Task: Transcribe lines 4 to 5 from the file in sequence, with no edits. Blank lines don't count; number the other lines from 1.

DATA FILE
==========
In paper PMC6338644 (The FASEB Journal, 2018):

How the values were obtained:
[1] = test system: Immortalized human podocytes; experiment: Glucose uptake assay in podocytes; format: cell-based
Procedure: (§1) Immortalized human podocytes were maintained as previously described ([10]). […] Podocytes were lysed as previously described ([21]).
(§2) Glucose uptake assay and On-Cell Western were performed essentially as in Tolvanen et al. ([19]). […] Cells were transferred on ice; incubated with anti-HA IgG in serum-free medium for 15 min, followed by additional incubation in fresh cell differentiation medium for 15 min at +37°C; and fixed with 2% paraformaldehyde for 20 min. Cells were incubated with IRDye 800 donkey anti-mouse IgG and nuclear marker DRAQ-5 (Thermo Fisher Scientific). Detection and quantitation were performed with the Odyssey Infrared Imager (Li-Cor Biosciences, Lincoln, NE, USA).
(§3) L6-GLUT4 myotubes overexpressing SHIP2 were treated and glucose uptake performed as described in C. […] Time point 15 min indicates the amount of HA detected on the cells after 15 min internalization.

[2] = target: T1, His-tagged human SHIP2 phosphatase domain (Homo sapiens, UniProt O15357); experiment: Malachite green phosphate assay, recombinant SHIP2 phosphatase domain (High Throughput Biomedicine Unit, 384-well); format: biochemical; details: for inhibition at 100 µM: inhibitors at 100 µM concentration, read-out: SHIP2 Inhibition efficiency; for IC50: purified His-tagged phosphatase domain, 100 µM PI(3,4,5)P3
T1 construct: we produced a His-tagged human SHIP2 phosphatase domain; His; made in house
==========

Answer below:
Procedure: (§1) Immortalized human podocytes were maintained as previously described ([10]). […] Podocytes were lysed as previously described ([21]).
(§2) Glucose uptake assay and On-Cell Western were performed essentially as in Tolvanen et al. ([19]). […] Cells were transferred on ice; incubated with anti-HA IgG in serum-free medium for 15 min, followed by additional incubation in fresh cell differentiation medium for 15 min at +37°C; and fixed with 2% paraformaldehyde for 20 min. Cells were incubated with IRDye 800 donkey anti-mouse IgG and nuclear marker DRAQ-5 (Thermo Fisher Scientific). Detection and quantitation were performed with the Odyssey Infrared Imager (Li-Cor Biosciences, Lincoln, NE, USA).